HOPE For the Future

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Michael Willis believes wholeheartedly that community problems require community solutions.

“We have a great culture, a great everything in New Orleans,” he said, “but if we don’t all figure out what we have to do together, we will continue to see the crime rate go up.”

Willis is the founder and CEO of the nonprofit organization HOPE: Help Other People Endure. The core tenets of HOPE’s approach to solving the crime problem that is so threatening to New Orleans are community engagement, community informing, community opportunities – and community accountability.

“We must all be held accountable when we are seeing parents, family members and friends going live on social media sites encouraging children fighting and/or committing a crime,” Willis stated flatly.

Willis walked the walk long before he began talking the talk. The youngest of six children born to a mother who started out poor and then fell into drug abuse to make the situation worse, Willis grew up mostly in a variety of foster homes, and mostly separated from his siblings.  He was homeless at age nine and again at fifteen. Yet somehow he stayed in school, and found mentors in the classroom, on the playing fields and in music.

“I became a drum major at L.B. Landry High School,” he recounted, “even though we had to build our own drums. Even though I had a void of a male figure at home, certain people stood up for me.”

While this support and the attendant experiences helped build his confidence, it also introduced him first-hand to another core problem in our city.

“My senior year I got moved to O.P. Walker High School, which was our archrivals,” he recalled. “Being the drum major and switching schools, it made me the most controversial kid in the city. One thing about New Orleanians, we are really territorial.”

Indeed, whether consolidating schools or tearing down housing developments, an unintended and sometimes deadly consequence has been turf wars between the entrenched and the displaced. As Willis described it, “when you put the lion and the tiger and the bear in the same cage at the zoo, you’re going to have a problem.”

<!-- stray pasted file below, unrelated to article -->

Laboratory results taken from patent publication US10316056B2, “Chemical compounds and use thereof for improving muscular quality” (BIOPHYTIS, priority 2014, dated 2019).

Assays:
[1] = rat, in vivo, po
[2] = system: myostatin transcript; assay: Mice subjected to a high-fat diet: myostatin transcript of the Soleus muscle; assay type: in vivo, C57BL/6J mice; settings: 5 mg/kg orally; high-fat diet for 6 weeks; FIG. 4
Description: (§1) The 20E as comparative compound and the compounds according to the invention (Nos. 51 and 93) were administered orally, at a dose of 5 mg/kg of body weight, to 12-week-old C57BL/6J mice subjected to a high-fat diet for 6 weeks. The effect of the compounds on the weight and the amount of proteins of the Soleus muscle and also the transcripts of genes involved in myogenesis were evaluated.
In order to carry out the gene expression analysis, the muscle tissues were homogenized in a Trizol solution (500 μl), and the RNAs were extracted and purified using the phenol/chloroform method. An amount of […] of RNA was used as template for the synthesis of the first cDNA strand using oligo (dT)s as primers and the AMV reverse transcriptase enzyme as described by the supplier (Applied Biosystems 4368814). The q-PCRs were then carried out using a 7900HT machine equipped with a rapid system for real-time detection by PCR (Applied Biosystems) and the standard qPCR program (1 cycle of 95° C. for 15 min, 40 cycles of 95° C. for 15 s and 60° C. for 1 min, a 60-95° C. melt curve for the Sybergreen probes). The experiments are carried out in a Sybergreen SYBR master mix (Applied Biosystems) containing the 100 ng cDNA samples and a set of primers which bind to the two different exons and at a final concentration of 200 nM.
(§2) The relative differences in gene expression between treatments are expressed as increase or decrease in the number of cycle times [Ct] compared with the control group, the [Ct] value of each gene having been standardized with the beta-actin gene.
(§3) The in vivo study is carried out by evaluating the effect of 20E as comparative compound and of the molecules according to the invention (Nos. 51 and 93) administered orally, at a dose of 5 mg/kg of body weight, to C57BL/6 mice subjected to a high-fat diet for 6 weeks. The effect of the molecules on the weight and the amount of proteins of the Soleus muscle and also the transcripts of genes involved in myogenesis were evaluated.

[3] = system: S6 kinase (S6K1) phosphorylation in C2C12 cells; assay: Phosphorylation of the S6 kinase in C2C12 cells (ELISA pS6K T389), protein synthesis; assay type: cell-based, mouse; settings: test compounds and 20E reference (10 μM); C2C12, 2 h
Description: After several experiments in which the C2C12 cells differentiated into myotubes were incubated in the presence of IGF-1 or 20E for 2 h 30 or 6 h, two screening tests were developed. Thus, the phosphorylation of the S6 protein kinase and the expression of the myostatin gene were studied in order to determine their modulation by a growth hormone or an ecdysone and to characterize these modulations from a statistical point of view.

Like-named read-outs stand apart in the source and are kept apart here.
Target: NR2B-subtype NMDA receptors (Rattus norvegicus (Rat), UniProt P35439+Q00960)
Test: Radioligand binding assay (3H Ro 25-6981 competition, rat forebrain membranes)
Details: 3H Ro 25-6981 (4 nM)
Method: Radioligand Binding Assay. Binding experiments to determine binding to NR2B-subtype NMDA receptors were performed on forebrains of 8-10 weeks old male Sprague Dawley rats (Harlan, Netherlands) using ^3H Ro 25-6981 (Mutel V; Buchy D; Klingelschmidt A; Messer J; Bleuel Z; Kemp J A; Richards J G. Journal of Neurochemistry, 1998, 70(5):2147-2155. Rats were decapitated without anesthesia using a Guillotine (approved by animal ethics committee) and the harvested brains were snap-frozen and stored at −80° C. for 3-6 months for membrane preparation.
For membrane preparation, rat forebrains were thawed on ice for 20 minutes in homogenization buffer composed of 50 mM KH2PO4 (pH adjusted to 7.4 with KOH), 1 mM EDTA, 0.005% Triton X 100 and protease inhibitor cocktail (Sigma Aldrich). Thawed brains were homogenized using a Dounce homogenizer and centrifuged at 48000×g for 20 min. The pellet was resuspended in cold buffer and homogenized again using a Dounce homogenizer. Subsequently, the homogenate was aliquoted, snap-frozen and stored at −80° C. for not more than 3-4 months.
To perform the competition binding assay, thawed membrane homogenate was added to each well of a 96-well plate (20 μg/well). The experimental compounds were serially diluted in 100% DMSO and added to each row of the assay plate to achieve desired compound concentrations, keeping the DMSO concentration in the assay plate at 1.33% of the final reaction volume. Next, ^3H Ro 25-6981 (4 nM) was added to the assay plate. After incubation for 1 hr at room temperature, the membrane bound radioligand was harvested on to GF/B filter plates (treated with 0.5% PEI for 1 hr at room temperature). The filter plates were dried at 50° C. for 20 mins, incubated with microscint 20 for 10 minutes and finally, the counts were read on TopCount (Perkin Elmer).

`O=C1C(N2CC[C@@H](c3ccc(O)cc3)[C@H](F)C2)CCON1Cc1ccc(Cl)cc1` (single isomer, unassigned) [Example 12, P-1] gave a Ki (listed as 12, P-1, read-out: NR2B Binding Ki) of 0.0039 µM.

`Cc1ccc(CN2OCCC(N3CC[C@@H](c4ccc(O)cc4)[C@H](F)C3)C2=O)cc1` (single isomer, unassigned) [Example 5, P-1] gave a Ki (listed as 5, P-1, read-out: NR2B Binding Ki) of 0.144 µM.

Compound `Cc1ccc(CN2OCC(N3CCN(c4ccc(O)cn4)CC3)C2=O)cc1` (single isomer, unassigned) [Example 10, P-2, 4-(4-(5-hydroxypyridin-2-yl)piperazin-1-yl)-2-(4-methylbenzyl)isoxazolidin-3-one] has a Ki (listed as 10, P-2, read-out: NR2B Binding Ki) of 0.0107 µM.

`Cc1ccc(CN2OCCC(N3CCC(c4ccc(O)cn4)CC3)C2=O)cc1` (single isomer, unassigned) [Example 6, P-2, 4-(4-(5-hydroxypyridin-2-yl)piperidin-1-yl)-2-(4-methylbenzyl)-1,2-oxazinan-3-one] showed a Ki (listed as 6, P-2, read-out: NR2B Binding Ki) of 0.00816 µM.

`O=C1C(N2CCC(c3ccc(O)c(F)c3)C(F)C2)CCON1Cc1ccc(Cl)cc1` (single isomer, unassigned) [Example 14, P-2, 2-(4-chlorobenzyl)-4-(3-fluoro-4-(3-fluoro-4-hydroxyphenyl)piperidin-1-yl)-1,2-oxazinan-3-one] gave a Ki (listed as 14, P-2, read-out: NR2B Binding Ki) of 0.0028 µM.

This in turn leads to one of Willis’ biggest areas of advocacy: the need to return to community schools.

“You see kids going all over town on buses, they can go to any school they want, but you lose that community,” he explained. “You lose that knowing what the kids are up to, that letting parents know if their kids are not in school. We have got to reconnect communities and schools.”

Despite his background, despite being the first in his family to graduate from high school – Willis drew on the positive aspects of his life experience and an innate entrepreneurial spirit, and began launching a variety of enterprises.  In the music business, he began working with talented friends to launch their careers, teaming up with the likes of now-household names such as Master P and Big Freedia. He helped initiate and fund sports leagues, he did talent shows, he ran a music club, and he created the Westbank version of Super Sunday.

And along the way, he founded HOPE.

“HOPE comes from Superman,” he explained. “He was the strongest person on earth. He could have used that strength for good or evil, but he chose good. And when they asked him what the S on his chest stood for, he said it stood for hope.”

Willis believes that successful approaches of the past can help solve the crime problem of today. “We have to reintroduce some of the old ideas that will save kids now,” he commented.

Among these are mentorship programs like Big Brother, Big Sister and scouting, along with tutoring and test preparation courses. He is resuscitating the “It’s 10:00, do you know where your kids are?” entreaty for parental accountability. And in a real retro touch, he is bringing back Crime Dog McGruff, as a way to “soften” young people’s attitudes towards the police and authority in general.

“We have to rebuild trust between community and police,” he stated. “Authority figures are no longer respected.”

The centerpiece of HOPE’s efforts is hosting monthly Night Out Against Crime activities throughout the city. Instead of the once-a-year gatherings that feel good but accomplish little, Willis wants these to be regular opportunities for neighbors to get to know each other. He points out that after Katrina, people came together across lines of race and class to bring the city back, and he sees similar urgency – and opportunity – in the current circumstances.

This tracks back to his core philosophy of community as the source of the solutions.

“If you take the community out of anything, these are consequences you get,” he said. “We all have to step up and do what we need to do, for ourselves and for our community.”

 

Categories: Neighborhood Biz